Despite that perception of a double standard, Europe’s Muslim and Jewish communities feel a common anxiety in the wake of the Paris attacks that authorities are not doing enough to protect them or counter hatred.
Fiyaz Mughal, director of a British project called Tell Mama that monitors anti-Muslim incidents, said he had sensed “cumulative fear growing in the Muslim communities” ever since the killing of soldier Lee Rigby on a suburban London street in 2013, with attacks on mosques and Islamic centers and a rising volume of abuse on social media. Another spike in abuse followed the Paris attacks.
“The language is moving from general anti-Islamic, anti-Muslim rhetoric to more targeted threat rhetoric,” he said, and urged Facebook and Twitter to respond more quickly to complaints about hateful posts.
Jonathan Sacerdoti of Britain’s Campaign Against Anti-Semitism said many British Jews feared that hatred against them was on the rise, and felt hate speech laws were not being applied firmly enough.
He said that during protests against Israel’s Gaza war last year, some demonstrators held banners saying “Hitler was right” and “Hitler should have finished the job.”
“These aren’t examples of legitimate debate,” Sacerdoti said. “These are examples of hate speech … that made some Jewish people on the streets of London feel afraid.”
The two communities may have similar fears, but they occupy different positions in European societies, and have widely differing views of the way they are treated.
Jewish communities in Britain and elsewhere have been established for centuries. The shaming example of the Holocaust has helped spur European governments to denounce anti-Semitism and work to ensure such genocide never happens again. In several European countries, including France, denying the Holocaust is a crime.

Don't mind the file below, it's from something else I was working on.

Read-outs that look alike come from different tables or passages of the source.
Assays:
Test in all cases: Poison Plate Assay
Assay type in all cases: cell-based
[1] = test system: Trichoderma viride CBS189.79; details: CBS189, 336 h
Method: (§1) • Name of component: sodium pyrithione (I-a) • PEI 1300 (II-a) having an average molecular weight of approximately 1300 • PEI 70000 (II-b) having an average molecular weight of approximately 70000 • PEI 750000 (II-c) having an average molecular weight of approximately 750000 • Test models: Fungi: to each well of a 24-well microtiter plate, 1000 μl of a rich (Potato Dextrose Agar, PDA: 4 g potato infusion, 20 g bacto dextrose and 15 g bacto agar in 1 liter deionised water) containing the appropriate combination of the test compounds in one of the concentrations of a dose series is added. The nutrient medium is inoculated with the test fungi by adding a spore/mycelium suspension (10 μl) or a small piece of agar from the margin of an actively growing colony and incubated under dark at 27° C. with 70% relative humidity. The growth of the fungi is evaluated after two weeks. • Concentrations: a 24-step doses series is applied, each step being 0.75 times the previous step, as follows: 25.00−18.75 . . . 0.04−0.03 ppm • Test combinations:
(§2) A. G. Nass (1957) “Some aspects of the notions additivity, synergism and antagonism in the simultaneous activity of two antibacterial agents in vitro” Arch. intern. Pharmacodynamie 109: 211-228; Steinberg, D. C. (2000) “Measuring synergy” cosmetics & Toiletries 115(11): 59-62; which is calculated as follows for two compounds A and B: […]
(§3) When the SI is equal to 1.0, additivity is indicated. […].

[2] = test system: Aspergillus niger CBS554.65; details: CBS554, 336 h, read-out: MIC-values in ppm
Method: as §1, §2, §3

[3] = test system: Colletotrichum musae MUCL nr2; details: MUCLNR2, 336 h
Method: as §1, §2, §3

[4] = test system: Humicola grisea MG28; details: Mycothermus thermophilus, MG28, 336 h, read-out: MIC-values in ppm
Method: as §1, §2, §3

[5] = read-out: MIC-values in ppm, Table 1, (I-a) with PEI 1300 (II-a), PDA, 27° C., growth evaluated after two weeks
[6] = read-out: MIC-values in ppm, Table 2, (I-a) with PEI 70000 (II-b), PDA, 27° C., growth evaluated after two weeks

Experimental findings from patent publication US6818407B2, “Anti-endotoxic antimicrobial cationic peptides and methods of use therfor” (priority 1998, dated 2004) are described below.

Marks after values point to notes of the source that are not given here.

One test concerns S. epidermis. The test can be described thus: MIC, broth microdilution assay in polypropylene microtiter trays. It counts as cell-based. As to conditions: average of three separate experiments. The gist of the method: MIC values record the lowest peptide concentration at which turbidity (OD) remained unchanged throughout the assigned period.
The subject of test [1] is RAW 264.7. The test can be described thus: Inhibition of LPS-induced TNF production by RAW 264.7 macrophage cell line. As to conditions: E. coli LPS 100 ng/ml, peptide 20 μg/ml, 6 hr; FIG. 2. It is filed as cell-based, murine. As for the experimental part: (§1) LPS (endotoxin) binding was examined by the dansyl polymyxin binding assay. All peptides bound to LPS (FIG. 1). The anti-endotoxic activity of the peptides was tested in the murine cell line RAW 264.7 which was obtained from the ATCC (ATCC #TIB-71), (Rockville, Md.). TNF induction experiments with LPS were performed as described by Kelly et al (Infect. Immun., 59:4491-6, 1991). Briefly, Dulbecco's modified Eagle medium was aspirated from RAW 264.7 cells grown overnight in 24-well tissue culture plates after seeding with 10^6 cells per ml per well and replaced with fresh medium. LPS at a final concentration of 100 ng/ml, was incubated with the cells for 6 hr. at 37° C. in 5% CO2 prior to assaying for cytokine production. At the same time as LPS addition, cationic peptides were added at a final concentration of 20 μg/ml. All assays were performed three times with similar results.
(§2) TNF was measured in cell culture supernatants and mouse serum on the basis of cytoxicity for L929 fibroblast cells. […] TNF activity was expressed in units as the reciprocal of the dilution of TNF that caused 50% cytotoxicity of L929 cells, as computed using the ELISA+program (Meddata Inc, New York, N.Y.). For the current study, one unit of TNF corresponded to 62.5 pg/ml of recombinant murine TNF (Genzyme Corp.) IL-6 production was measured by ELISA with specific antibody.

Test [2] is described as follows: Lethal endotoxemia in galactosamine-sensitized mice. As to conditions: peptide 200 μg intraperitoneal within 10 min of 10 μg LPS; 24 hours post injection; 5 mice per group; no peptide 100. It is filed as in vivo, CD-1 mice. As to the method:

Muslims arrived in large numbers more recently, and often tend to be poorer than the national average. Many Muslims feel they are unfairly blamed for terrorist acts by extremists.
Keane said many Muslims feel they “are treated as second-class citizens.”
Jonathan Romain, a British Reform rabbi and commentator on ethical issues, said he sympathized with Muslim communities, who have had to adapt over recent decades to living in European countries where their faith is in a minority.
“Jews have had practice of that for 2,000 years,” he said.
Some Muslims believe they can learn from the Jewish community how to counter anti-Islamic attacks. Tell Mama is modeled on the work of the Community Security Trust, a Jewish charity that monitors and combats anti-Semitism.
“The Jewish community has been far more vocal and far more organized,” Mughal said.
“The best form of defeating hate is speaking and socially organizing. The Muslim community is in disarray in terms of its leadership, its messaging.”
Mughal sees signs of hope in the same place he often finds hate — online.
When a commentator on Fox News said Birmingham, England’s second-largest city, was “totally Muslim,” British Muslims and non-Muslims united in satire. Soon a Twitter campaign under the hashtag #foxnewsfacts was offering comically bogus snippets of information: a photo of hajj pilgrims labeled as the crowd at a local soccer match, a Mecca-brand bingo hall as proof of Islamic domination, a picture of Birmingham’s BT tower presented as the city’s “main minaret.”
Mughal said it was an example of “communities coming together and having a laugh about stupidity, but also about some of the sensitive issues” about difference and integration in Britain.
Romain, the rabbi, said that instead of trying to silence offensive speech, people of all faiths could learn from the deft response of the Mormon church to irreverent stage musical “The Book of Mormon.”
“They didn’t scream and shout outside. They didn’t harass the actors,” he said. “They took out a full-page advert in the program saying, ‘You’ve seen the play. Now come to one of our churches and see the difference.'”